The meat of battle comes with the crew traveling by boat to the lands of Mercia and finding two armies on opposite sides. Ragnar opts to go after the side with less men, where King Brihtwulf stands. Kwenthrith’s brother is forced to watch as Ragnar and the team dispatch all of Brihtwulf’s men including the man himself, by Floki’s hand. It was a bludgeoned and bloody one-sided battle, likely a warm up to the some truly epic encounters we’re likely to see down the road. I have to admit, I was imagining Brihtwulf’s forces to act a bit smarter, such as deceiving the sizes of the arms and fooling Ragnar to choose the wrong side, or even a hidden bridge that allowed the sides to join. Alas, it was about Ragnar’s quick thinking that led to an easy victory with no casualties of anyone notable.

We end with Kwenthirth looking on in both shock and awe as her uncle has now been slain. From our knowledge of her personality, you can tell there’s a deeper sense of strangeness going on with her and whether she’s truly enjoying the moment or is horrified, we’re not completely sure yet. One thing is certain, Ragnar is Ragnar, and he relishes the victory in his own passive way.



As much as I enjoyed the battle I actually thought Flocki’s opening scene to be my favored moment. I haven’t been very supportive of his character mainly because his attitude toward Athelstan last season, but his worry about being happy and right with the world bothers him beyond normal and he continues to showcase his peculiar ways with cryptic words and a sense of gloom on the horizon. I also liked how he both praised and harped on Helga for being such a good and endearing wife.



Ragnar has to start out strong on his own show. While other characters are showing their temperaments and fixations, Ragnar remains stalwart and true to his senses. He had a lingering moment of doubt when Aslaug asked if he loved her while holding their youngest son, who unfortunately still suffers the burden of misshapen legs. We’re not given an answer by Ragnar which suggests that after several children, his mindset may already be moving on to other possibilities. What those are, we’re not quite certain. Could it be leading back to Lagertha or even toward Kwenthirth? His heart can be of the moment when he lets it. Something his son, Bjorn has yet to elicit.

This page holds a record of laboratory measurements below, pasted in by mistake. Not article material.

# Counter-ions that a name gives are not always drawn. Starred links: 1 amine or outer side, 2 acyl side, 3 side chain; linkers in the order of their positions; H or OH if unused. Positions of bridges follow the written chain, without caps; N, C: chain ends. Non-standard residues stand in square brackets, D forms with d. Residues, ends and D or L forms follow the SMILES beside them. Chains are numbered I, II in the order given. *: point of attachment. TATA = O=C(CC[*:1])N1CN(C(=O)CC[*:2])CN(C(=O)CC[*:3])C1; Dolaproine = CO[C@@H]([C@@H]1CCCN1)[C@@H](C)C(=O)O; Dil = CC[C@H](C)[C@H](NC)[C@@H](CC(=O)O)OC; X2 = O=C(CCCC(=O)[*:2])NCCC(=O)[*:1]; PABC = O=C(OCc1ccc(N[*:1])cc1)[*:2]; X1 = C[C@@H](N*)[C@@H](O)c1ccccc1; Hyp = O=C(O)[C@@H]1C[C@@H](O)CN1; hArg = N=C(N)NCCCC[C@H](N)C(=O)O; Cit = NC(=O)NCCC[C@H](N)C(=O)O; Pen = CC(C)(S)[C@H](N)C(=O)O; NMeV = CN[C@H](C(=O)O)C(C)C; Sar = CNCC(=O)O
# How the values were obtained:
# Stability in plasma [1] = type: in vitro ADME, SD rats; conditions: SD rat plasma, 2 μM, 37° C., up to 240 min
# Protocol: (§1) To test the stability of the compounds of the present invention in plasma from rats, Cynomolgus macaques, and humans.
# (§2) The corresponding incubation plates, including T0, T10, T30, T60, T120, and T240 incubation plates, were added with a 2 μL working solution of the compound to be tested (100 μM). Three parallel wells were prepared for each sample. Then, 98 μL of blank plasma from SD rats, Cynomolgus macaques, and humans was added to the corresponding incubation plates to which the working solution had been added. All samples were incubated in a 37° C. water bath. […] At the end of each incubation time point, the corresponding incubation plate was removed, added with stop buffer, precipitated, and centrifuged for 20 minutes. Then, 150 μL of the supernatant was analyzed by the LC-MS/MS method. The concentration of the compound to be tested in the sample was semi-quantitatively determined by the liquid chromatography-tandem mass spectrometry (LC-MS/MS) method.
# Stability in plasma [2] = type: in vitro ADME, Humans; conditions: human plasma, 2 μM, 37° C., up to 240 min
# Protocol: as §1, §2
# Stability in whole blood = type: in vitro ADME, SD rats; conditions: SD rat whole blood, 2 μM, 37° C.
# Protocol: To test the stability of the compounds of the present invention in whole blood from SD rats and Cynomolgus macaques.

Is Porunn with child? Even more so, will there be an unfortunate tragedy striking Bjorn’s love before they return to Kattegat? I like her character and hope she’s a mainstay of the season, but if there’s one thing the show has taught us is that like GOT, they’re not afraid to end a character’s run no matter how popular they are.

The Seer remains to be the only element on the show that suggests actual magic or “sorcery” takes place. Lagertha asks when she’ll die and the Seer offers a few cryptic responses, none of which she understands with any clarity. We should be paying attention because those signs are likely to happen in rapid fire if they occur this season.

In some ways Athelstan never catches a break. Judith shows an innocent affection to the man who still elicits signs of the stigmata and Aethelwulf is quick to realize it. It could spell a bit of trouble, some of which even coming from Ecbert himself, who subtly tempts Athelstan by returning an old cross necklace he once carried.

Will Lagertha be the one to tend the lands and rule while her own lands back home remain in the hands of her trusted second, Kalf? Tough to say, but at some point she’ll have to confront what’s being plotted under her knowledge.

Let’s hope nothing happens to Torstein this season. He’s one of the few crew left that’s lasted as long as he has and is remarkably staying fresh among the crew. Maybe we’ll get to know him a bit more.



While not as blood-soaked as last season’s premiere, it was an enjoyable return to the gritty and cold franchise. 7 out of 10. While Ragnar’s passive style continues to shield him against threats on all sides, his supporting cast are really coming into their own. Bjorn is showing his worth as the growing son, Lagertha maintains her status as a powerful woman, and Floki remains uncertain about his future and where he stands with the gods. This show is about deceit, betrayal, and the ability to rise above the odds, and I expect much more murder and chaos to form before we realize who Ragnar’s true enemies are this time. Good start. Let’s see where it goes.



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A Sashurai’s Review: The Vampire Diaries – Season 6×15 (I swear I thought Caroline was going to start singing that ‘Let it Go’ song)